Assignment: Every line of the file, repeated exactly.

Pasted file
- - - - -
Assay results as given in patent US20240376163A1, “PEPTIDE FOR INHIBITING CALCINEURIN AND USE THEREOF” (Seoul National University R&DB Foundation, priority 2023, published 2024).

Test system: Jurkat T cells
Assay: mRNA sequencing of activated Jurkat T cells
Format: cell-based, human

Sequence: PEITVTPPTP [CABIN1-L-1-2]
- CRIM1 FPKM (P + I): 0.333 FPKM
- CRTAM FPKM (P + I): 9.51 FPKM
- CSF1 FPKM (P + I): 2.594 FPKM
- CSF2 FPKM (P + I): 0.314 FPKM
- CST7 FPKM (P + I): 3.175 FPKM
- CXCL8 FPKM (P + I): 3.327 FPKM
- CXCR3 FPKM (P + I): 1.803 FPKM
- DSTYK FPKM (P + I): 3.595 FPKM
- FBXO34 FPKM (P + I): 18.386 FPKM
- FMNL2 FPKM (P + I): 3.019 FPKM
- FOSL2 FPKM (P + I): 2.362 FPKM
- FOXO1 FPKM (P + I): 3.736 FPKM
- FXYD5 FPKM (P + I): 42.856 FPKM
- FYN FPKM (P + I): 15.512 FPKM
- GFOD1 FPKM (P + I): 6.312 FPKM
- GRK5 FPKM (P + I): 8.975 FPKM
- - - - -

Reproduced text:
Assay results as given in patent US20240376163A1, “PEPTIDE FOR INHIBITING CALCINEURIN AND USE THEREOF” (Seoul National University R&DB Foundation, priority 2023, published 2024).

Test system: Jurkat T cells
Assay: mRNA sequencing of activated Jurkat T cells
Format: cell-based, human

Sequence: PEITVTPPTP [CABIN1-L-1-2]
- CRIM1 FPKM (P + I): 0.333 FPKM
- CRTAM FPKM (P + I): 9.51 FPKM
- CSF1 FPKM (P + I): 2.594 FPKM
- CSF2 FPKM (P + I): 0.314 FPKM
- CST7 FPKM (P + I): 3.175 FPKM
- CXCL8 FPKM (P + I): 3.327 FPKM
- CXCR3 FPKM (P + I): 1.803 FPKM
- DSTYK FPKM (P + I): 3.595 FPKM
- FBXO34 FPKM (P + I): 18.386 FPKM
- FMNL2 FPKM (P + I): 3.019 FPKM
- FOSL2 FPKM (P + I): 2.362 FPKM
- FOXO1 FPKM (P + I): 3.736 FPKM
- FXYD5 FPKM (P + I): 42.856 FPKM
- FYN FPKM (P + I): 15.512 FPKM
- GFOD1 FPKM (P + I): 6.312 FPKM
- GRK5 FPKM (P + I): 8.975 FPKM